- Phishing sites disguise the private auction function as a mechanism to log in, tricking users into unintentionally giving out their NFTs.
- Anti-theft initiative Harpie alerted NFT users to a new attack involving gasless sales on the OpenSea platform.
- By leveraging the technology, hackers were able to steal millions of dollars in digital assets.
NFTs may be a “ innovation for both buyers and sellers, as well as for NFT markets. But doesn’t anything valuable attract a slew of con artists and fraudsters? The scenario is the same with NFTs.Scams involving NFTs are an issue for people all around the world. Although it is cost-effective, NFT assiduity is not without risk of fraud.
In a statement, the anti-theft project Harpie informed NFT users of a new attack involving gasless sales on the OpenSea platform. According to Harpie, hackers were able to steal millions of dollars in digital assets by abusing the functionality.
Hackers have been able to steal NFTs like magic with a little-known OpenSea feature. It's the newest hack, and multiple millions in Apes have been lost to it already.— Harpie (@harpieio) December 22, 2022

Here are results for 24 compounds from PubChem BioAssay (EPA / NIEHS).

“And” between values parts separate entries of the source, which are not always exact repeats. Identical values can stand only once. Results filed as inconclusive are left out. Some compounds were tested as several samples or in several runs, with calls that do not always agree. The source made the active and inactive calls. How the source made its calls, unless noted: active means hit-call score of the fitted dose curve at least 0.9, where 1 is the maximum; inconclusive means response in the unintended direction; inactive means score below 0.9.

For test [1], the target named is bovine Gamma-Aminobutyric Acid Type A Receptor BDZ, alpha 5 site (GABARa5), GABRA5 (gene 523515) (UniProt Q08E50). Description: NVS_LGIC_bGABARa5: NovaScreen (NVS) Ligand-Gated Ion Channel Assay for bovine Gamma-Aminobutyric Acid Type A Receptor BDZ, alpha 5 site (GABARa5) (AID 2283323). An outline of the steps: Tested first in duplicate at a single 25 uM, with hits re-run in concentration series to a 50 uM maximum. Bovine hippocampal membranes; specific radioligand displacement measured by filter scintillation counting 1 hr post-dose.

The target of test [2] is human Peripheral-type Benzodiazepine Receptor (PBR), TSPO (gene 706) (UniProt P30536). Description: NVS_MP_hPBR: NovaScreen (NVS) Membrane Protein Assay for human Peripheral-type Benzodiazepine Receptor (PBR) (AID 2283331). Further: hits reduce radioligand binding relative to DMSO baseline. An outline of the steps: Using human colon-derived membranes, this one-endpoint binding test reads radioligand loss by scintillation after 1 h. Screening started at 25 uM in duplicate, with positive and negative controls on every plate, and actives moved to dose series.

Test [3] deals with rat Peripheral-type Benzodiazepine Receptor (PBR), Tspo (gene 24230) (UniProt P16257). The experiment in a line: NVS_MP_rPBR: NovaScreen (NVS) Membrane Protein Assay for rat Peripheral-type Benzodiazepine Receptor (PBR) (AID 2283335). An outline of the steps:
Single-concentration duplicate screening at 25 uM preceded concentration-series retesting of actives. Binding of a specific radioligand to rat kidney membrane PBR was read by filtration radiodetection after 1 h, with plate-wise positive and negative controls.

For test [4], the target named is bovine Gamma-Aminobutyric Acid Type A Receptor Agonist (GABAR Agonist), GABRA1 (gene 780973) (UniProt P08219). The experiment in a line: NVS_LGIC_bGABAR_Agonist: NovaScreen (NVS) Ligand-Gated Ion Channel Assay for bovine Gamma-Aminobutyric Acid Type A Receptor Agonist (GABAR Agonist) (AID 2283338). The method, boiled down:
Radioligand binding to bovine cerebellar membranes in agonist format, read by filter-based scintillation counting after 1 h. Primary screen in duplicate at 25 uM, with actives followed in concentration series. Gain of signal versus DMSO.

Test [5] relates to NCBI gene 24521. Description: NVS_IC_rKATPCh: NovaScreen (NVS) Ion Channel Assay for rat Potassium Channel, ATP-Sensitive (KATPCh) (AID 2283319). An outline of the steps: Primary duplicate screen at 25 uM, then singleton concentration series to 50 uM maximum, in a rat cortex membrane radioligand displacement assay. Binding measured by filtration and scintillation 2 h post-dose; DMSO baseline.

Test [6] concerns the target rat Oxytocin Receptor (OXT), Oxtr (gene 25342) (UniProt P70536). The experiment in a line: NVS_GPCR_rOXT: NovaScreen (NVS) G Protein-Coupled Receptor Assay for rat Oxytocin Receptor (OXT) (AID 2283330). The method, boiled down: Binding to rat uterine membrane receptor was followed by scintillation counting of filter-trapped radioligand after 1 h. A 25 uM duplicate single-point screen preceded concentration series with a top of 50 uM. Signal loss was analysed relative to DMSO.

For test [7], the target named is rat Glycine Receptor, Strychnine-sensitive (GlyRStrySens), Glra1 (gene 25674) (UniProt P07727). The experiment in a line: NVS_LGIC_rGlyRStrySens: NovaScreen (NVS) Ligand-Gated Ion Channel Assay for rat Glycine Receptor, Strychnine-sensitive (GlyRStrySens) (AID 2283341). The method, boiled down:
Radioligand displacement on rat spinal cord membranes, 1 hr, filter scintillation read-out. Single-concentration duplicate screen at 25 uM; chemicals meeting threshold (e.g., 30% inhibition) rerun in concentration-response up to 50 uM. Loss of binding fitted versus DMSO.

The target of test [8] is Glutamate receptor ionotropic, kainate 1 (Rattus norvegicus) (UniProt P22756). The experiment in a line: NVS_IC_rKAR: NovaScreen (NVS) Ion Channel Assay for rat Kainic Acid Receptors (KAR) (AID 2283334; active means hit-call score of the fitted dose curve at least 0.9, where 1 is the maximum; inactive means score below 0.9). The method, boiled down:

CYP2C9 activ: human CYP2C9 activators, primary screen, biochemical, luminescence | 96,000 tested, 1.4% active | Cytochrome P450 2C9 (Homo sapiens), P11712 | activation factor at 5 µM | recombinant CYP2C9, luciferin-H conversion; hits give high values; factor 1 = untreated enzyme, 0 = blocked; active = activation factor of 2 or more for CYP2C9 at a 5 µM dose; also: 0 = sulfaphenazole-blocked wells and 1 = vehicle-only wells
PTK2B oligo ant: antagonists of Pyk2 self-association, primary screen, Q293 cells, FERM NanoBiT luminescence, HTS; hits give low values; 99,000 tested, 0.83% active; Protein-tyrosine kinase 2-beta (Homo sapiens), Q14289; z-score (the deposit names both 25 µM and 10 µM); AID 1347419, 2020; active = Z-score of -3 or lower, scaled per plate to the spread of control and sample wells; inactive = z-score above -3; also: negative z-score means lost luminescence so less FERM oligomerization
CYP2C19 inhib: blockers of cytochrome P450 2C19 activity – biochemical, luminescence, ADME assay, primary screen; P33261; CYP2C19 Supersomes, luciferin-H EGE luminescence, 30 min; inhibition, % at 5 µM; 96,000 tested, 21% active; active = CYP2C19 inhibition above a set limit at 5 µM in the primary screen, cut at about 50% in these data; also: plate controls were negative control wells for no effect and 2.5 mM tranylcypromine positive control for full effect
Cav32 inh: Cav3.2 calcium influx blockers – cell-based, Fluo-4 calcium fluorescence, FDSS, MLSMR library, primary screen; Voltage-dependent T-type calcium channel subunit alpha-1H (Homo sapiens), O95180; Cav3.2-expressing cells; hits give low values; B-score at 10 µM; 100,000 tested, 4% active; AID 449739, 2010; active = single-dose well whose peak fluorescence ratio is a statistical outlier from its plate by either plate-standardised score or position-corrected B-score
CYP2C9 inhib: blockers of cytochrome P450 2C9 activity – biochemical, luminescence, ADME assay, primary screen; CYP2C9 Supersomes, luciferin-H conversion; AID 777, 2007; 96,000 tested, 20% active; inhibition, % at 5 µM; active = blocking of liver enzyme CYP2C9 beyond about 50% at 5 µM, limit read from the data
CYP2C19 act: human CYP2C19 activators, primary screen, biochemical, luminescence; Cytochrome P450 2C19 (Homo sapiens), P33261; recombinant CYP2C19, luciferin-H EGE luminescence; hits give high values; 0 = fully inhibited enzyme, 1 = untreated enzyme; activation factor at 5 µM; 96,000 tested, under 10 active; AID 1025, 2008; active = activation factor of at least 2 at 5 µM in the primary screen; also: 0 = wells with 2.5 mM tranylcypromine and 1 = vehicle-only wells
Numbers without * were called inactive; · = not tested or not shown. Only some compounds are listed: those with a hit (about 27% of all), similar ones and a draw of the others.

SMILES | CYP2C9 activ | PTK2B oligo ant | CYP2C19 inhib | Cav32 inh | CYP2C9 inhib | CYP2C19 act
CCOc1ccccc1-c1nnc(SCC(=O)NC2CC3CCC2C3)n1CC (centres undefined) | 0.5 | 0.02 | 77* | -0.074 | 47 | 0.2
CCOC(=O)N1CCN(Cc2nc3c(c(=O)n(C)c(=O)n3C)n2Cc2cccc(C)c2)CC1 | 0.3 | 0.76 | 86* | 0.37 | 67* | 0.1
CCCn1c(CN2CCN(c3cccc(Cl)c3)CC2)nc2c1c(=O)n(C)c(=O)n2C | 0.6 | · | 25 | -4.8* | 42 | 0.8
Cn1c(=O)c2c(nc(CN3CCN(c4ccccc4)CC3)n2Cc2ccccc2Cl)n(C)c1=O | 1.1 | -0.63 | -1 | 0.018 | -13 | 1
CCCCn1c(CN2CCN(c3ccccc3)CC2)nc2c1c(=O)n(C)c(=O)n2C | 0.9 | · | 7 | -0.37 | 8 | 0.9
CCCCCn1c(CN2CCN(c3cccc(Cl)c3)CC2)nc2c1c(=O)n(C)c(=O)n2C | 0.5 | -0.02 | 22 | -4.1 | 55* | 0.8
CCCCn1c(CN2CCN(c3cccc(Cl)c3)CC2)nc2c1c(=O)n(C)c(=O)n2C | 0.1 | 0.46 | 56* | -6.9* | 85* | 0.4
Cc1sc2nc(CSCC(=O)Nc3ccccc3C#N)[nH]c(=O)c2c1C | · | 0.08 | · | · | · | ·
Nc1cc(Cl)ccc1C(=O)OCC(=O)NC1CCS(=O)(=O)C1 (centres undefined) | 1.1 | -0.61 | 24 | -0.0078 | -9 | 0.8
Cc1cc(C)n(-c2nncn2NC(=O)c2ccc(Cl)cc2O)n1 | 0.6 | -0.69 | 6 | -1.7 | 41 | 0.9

Users who want to perform gasless sales on the OpenSea platform must authorise a signature request with an unreadable message. Users can also use this capability to make private auctions with illegible signatures.
As a result, phishing websites have begun leveraging this functionality to request that their victims sign one of these illegible messages. According to Harpie, the signatures are frequently presented as a requirement for logging in and using the website.
However, the login messages are really signature requests for the fraudster to make a private sale of the victim’s NFTs for 0 Ether. If signed, the NFTs will be sent to the hacker’s wallet address. Several NFT marketplaces have come under fire after customers’ crypto and NFT collections were stolen. a lawsuit was launched against the largest NFT marketplace, OpenSea.